U.S. President Barack Obama on Thursday pledged ongoing federal support for areas still digging out of the damage caused by Superstorm Sandy two weeks ago, and said that the area needed a long-term recovery plan.
"There's a lot of short-term immediate stuff that has to be dealt with and we are going to make sure we stay here as long as people need that immediate help," he told a collection of elected officials, volunteers and survivors after surveying parts of New York that were hit hard by the storm.
"But what we've also already heard is that there is going to be some long-term building that's required," he added.
Mr. Obama said he was designating the Secretary of Housing and Urban Development, Shaun Donovan, as the federal "point person" in the long-term rebuilding effort, and that his administration would continue working with the governors and congressional delegations of New York and New Jersey.
"I have to tell you, the insurance companies and some of the other private sector folks who are involved in this, we need you to show some heart and some spirit in helping people rebuild, as well," he said.
Mr. Obama got a firsthand look Thursday at the devastation that Superstorm Sandy left in New York City, flying in a helicopter above flood-ravaged and burned-out sections along the Atlantic that had scattered debris and roofless homes.
Mr. Obama also was meeting with affected families, local officials and first responders who have been dealing with the deadly storm, which slammed into New York, New Jersey and other East Coast states last month, killing more than 100 people and leaving millions without power.
Mr. Obama had offered to visit the country's largest city shortly after the storm but was pointed toward neighbouring New Jersey instead.
Mr. Obama's visit included an aerial tour that included Breezy Point, a waterfront community in Queens where roughly 100 homes were burned in a massive fire. Blue tarps covered some homes instead of roofs and debris was scattered across neighbourhoods still drying out after the storm.
Mr. Obama met privately with Damien and Glenda Moore, whose young sons, Brandon and Connor, died after being swept away in the storm. The boys were two of more than 100 victims who lost their lives.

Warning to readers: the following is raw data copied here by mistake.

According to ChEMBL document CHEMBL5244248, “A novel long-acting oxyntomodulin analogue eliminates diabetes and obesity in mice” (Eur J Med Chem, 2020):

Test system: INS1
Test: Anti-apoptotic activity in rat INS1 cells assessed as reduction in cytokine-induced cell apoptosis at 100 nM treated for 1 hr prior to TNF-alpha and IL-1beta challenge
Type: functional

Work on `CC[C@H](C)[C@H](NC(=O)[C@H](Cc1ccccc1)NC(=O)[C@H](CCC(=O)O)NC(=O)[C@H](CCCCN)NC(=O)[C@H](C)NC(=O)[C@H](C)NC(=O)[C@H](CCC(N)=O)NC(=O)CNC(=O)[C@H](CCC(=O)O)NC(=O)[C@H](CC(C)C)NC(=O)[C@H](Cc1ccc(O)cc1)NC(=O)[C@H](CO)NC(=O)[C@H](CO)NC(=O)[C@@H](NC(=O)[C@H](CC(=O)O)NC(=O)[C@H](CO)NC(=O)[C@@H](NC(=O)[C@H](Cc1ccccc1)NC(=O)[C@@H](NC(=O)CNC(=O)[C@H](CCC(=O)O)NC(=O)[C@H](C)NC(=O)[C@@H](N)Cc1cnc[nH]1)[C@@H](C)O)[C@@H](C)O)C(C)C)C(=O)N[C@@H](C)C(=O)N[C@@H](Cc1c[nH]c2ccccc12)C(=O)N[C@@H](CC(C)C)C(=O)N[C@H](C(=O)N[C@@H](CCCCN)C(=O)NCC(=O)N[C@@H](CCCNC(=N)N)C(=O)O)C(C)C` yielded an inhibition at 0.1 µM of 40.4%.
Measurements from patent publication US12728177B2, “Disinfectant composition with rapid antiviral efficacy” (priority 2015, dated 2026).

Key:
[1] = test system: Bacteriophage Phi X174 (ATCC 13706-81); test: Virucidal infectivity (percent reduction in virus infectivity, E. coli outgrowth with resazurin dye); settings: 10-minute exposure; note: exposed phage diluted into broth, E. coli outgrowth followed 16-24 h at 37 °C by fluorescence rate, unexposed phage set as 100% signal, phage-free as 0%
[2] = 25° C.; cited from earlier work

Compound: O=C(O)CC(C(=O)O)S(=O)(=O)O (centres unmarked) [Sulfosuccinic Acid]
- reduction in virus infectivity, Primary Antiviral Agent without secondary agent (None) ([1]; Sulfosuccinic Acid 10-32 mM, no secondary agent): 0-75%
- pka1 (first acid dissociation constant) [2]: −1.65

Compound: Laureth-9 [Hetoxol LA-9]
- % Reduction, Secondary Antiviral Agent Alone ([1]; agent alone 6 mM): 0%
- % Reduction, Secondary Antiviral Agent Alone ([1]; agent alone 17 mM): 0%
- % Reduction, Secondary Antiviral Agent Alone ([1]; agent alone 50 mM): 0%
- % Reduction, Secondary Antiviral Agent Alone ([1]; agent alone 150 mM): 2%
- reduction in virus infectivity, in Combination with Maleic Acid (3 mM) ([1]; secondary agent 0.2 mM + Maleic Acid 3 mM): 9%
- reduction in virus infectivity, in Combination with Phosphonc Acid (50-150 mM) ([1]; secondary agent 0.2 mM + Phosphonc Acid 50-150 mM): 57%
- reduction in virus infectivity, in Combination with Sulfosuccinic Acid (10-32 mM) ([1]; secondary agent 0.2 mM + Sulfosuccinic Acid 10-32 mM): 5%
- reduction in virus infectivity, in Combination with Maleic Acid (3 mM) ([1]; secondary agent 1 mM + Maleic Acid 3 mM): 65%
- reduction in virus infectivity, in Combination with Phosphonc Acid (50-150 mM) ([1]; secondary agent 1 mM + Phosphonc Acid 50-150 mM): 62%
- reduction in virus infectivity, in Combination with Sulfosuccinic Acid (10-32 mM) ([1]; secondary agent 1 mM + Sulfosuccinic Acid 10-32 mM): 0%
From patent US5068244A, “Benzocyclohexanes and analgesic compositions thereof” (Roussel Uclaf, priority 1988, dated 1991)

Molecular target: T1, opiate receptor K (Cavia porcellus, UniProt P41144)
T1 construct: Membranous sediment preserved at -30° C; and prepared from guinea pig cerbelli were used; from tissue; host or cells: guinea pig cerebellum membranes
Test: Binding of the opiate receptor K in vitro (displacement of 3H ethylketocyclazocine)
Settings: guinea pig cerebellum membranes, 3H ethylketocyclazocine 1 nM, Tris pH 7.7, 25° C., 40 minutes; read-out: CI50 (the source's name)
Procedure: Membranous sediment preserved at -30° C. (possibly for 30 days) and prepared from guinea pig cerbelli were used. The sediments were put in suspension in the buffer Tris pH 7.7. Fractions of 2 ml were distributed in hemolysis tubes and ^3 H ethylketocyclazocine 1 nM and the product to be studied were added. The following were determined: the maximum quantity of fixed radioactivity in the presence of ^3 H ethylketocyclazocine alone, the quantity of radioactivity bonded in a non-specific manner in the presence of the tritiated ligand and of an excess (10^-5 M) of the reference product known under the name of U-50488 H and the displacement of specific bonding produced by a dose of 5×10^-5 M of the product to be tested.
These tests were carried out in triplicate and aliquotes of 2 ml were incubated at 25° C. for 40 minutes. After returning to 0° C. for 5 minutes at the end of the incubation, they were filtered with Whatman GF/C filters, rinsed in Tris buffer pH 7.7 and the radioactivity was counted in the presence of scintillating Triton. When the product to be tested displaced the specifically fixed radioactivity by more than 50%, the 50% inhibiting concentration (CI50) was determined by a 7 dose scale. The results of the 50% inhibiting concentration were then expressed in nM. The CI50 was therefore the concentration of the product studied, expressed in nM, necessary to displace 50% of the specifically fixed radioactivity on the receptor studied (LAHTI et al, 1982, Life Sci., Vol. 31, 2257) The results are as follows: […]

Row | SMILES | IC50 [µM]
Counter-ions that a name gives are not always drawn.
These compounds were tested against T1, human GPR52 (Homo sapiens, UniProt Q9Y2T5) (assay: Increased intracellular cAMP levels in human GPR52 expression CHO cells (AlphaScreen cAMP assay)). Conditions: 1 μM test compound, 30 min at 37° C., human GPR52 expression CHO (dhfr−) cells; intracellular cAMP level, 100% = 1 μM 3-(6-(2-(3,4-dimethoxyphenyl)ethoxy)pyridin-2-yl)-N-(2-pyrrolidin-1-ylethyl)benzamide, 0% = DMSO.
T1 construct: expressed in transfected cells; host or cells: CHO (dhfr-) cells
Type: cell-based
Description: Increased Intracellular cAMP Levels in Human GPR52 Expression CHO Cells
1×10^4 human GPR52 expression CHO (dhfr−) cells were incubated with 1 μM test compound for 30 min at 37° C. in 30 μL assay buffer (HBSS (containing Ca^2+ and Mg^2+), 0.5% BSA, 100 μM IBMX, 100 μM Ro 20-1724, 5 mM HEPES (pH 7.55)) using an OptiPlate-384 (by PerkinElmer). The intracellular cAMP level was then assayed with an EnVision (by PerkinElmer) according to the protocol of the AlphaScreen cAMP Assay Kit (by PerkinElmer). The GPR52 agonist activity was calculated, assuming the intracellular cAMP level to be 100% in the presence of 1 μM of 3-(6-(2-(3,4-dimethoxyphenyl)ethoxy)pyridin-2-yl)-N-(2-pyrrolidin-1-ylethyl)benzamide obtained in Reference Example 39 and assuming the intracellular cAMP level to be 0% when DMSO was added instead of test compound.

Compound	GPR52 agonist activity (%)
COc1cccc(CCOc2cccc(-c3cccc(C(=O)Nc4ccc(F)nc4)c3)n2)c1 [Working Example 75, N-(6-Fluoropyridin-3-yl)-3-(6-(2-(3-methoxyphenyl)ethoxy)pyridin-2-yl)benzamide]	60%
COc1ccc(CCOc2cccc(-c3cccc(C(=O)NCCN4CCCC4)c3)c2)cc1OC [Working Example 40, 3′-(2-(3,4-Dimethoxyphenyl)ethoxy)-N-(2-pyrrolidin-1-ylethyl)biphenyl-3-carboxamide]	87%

Mr. Obama was joined by New York Governor Andrew Cuomo, Mayor Michael Bloomberg, Homeland Security Secretary Janet Napolitano and Housing and Urban Development Secretary Shaun Donovan.
After the helicopter tour, Obama met with people waiting in line at an emergency response centre at Staten Island's New Dorp High School, where the Federal Emergency Management Agency, Small Business Administration, IRS, Red Cross and city agencies have tents to help survivors. The White House said about 1,500 people had received services at the centre, one of several in affected areas, as of Monday.
He hugged one woman at the business tent, asking where she was staying and if her loved ones were safe. He also visited a tent where food and toiletries were being distributed and thanked the workers and volunteers who came in from around the country. Several hundred people gathered nearby to see the president and shouted, "We love you!"
Staten Island resident Anthony Gatti, standing in front of his wrecked home down the street from the ocean, said he's grateful for the president's visit but wished it had happened sooner.
"I think it's about time he gets here," said Mr. Gatti, "I think he should've been here a few days ago to see how much devastation we've had here."
Mr. Obama travelled to New Jersey on Oct. 31 to meet with Governor Chris Christie and view recovery efforts in coastal communities. The President viewed flattened houses, flooded neighbourhoods, sand-strewn streets and a still-burning fire along the state's battered coastline.
Mr. Obama pledged to those affected by the storm that "we are here for you, and we will not forget."
Thousands of people in the New York region remained without power Thursday, especially in New York City's low-income public housing complexes, where some elderly and infirm people find it hard or impossible to leave their homes.
Mr. Cuomo said earlier this week he plans to request $30-billion in federal aid to rebuild, including for improvements such as the construction of a power grid meant to buttress utilities' ability to find and fix outages. It would also upgrade New York City's fuel supply capacity to help prevent consumer shortages and bring new oil and gas pipelines from New England to reduce dependence on shipping the fuel. Long lines at gas stations led to alternate-day rationing in both New York and New Jersey after the storm.
With files from Associated Press